Learn to Recognize and Fight Powdery Mildew
- This article was last updated on 10/07/2014
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Powdery mildew is a common plant pest all owners should know about. This fungus (botanical name Microsphaera penicilliata) affects many plants, so it’s important to know how to deal with it.
“Mildew” can mean many things. It’s usually referred to discoloration and growth caused by many different species of fungi. When it comes to gardening, the term “mildew” usually applies to 3 specific fungal diseases:
They are all nasty, but powdery mildew is the most common of them all and can spread very quickly. For these reasons, it’s important to know how to recognize and effectively fight this fungal disease.
Powdery mildew can affect just about any plant, so all plant growers should be aware of it. There are, however, certain species more susceptible to this disease, above all roses, lilacs, phlox, bee palm as well as pumpkins and other members of the squash family. If you own these plants you should take special attention in case powdery mildew appears.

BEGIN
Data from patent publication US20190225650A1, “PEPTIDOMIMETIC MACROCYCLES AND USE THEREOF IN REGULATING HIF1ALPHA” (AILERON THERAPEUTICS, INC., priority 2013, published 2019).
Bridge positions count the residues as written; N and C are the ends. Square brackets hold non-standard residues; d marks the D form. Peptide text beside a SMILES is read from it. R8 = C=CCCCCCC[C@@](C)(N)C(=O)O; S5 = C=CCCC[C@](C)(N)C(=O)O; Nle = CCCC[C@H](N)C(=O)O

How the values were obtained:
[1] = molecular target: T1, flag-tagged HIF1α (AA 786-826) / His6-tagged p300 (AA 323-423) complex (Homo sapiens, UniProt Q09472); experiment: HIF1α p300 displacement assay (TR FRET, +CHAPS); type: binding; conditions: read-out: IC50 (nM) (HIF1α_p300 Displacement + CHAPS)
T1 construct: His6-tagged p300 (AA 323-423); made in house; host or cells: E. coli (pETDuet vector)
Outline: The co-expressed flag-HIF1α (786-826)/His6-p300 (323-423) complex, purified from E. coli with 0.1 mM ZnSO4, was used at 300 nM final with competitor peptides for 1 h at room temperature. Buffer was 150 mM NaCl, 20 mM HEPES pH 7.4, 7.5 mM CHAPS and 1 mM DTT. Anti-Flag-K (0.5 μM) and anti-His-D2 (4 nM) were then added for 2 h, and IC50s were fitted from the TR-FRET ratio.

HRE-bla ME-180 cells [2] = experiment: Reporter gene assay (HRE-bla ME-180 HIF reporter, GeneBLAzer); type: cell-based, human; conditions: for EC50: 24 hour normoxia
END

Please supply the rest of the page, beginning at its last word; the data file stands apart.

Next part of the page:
Also, all plants growing in shady areas are at risk. Same goes for plants growing crowded together where air circulation is poor. It’s important to understand these conditions can make powdery mildew appear even in arid climates. High humidity levels (even if it’s just at the microclimate level) and high amount of rain also contribute to the problem.
Powdery Mildew is easy to recognize. Common signs include:
Powdery mildew can ruin the appearance of your plants and make them look unhealthy. However, the good news is that, if spotted early, this fungal disease is not very dangerous or harming. Most of the plants shed their leaves so the mildew goes with it. In some cases, it may not even be necessary to treat your plants, unless you encounter a severe case of powdery mildew.
If you wish to get rid of the infected leaves, remove them carefully along with other affected parts. It’s very important to destroy them in order to prevent the spores from re-infecting the plant or other plants. Never compost infected leaves. It’s important to get rid of all infected leaves, stems and flowers.
You may also use a remedy to treat your infected plants. This is a less invasive method than the first one, so it works best for mild cases of the disease. You may choose a commercial product to treat your plants or you can make a homemade remedy to get rid of powdery mildew. Commercial fungicides containing sulfur are often very effective against this disease.
Make a solution of 1 tablespoon of baking soda in one quart of water. Spray the leaves and other affected areas. It often requires a second application but is very effective. Another effective remedy is a solution of 1 part milk to 9 parts of water.